“Low-incidence” travel behavior is difficult to capture in a
traditional household travel study (where typically one day of travel is
collected from a representative sample of households in a region). Behaviors or
travel choices that do not occur frequently may fall into different categories:
· Behaviors that a small number of people
participate in or consider in their travel choice set. This might include
travel modes that are used frequently by a small number of people (bicycling,
vanpool, etc.) or new or emerging travel modes that may not be widely used yet
(carshare, rideshare, e-bikes, automated vehicles, etc.)
· Travel behavior in the context of complex
analytical structures (complicated tour patterns, decisions that are related to
· Behaviors that a large number of people may
participate in, but may not engage in frequently enough to be captured in a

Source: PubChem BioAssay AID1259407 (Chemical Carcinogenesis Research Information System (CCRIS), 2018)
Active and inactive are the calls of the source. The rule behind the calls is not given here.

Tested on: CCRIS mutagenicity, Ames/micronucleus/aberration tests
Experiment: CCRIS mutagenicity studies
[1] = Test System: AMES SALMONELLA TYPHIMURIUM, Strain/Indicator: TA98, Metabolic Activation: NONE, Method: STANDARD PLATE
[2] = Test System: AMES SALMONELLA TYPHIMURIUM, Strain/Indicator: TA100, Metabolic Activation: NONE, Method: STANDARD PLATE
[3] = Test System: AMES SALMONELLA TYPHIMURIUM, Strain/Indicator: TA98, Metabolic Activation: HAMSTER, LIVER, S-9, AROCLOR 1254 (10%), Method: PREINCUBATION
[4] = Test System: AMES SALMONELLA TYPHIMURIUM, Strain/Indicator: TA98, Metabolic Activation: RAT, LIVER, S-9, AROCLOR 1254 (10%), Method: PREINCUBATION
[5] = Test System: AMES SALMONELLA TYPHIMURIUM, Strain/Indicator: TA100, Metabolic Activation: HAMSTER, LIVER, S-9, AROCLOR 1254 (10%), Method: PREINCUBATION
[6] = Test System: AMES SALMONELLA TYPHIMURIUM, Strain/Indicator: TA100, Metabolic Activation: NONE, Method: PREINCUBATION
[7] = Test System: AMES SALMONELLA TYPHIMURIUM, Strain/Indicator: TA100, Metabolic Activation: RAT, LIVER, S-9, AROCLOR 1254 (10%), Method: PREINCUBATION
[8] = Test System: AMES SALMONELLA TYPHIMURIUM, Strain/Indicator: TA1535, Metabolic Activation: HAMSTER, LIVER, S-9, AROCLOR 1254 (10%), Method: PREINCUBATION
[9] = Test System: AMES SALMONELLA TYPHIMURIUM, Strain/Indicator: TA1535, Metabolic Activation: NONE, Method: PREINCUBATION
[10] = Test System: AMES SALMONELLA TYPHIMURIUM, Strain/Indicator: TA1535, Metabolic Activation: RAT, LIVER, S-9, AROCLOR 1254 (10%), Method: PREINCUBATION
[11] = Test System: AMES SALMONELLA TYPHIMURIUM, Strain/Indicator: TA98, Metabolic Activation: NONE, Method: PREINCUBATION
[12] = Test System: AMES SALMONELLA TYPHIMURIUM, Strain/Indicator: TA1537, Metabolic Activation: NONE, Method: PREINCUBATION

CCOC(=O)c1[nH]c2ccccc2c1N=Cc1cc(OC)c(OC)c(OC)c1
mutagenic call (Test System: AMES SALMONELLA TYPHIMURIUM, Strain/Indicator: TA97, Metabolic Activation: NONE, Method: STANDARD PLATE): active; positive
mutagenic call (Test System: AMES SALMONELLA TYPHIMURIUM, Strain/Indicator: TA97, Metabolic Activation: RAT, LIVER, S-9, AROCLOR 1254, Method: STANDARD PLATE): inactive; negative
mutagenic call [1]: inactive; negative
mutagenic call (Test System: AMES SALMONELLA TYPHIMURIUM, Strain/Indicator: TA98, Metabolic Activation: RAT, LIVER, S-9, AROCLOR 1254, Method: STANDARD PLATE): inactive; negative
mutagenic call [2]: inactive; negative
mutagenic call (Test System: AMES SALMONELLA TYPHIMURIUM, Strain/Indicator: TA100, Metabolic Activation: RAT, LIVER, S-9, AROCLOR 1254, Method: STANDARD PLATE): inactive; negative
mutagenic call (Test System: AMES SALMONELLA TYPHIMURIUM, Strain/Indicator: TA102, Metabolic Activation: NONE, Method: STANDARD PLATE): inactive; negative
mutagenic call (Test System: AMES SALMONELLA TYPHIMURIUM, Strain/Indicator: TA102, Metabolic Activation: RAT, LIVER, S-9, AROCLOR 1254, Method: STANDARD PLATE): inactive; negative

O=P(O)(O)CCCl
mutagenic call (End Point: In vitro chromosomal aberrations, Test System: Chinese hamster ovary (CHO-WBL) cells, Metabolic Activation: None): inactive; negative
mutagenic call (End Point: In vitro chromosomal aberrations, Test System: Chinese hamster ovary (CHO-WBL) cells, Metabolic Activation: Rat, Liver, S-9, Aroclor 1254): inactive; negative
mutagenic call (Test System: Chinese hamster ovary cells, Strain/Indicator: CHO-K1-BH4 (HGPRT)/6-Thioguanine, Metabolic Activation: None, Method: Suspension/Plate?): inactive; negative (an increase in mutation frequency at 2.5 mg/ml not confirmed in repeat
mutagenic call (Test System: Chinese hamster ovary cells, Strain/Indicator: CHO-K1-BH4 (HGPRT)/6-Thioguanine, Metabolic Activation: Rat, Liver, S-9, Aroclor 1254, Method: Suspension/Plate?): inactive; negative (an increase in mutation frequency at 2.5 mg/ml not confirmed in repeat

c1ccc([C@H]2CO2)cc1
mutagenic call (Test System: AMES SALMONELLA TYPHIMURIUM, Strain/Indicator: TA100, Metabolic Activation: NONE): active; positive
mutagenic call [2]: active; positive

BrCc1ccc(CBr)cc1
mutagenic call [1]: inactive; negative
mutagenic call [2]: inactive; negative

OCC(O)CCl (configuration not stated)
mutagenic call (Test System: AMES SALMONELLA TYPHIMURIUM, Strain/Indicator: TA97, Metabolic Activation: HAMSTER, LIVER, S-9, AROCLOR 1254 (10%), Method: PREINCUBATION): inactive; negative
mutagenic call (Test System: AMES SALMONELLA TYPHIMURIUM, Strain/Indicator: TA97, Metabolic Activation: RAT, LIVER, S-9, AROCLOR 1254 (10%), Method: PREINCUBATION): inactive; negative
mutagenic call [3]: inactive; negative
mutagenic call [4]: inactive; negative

one-day travel diary (long-distance travel, trip replacement behavior such as
home delivery of goods and services, etc.)
It is important to be able to collect more observations of
these behaviors to better analyze the current and future demand for different
types of travel; to better understand how these rare or new types of behaviors
affect the overall demand for transportation resources; and to understand how
these emerging alternatives may affect “traditional” transportation behavior.
Because these behaviors are rare, alternative methods for sampling enough
observations in a regional travel study need to be identified and tested.
Despite their low-incidence, many of these alternatives have outsize effects on
the transportation system.
It should also be noted that some behaviors are related to
more to survey design than to sampling -
for example, it may be easy to sample the types of people who participate in
long-distance travel, but a multi-day survey design or other survey design may
be better for capturing these trips which may occur infrequently. The variety
of challenges in observing different types of rare behaviors may necessitate
separate and distinct research efforts to focus on methods that address the
primary challenges for a given type of behavior.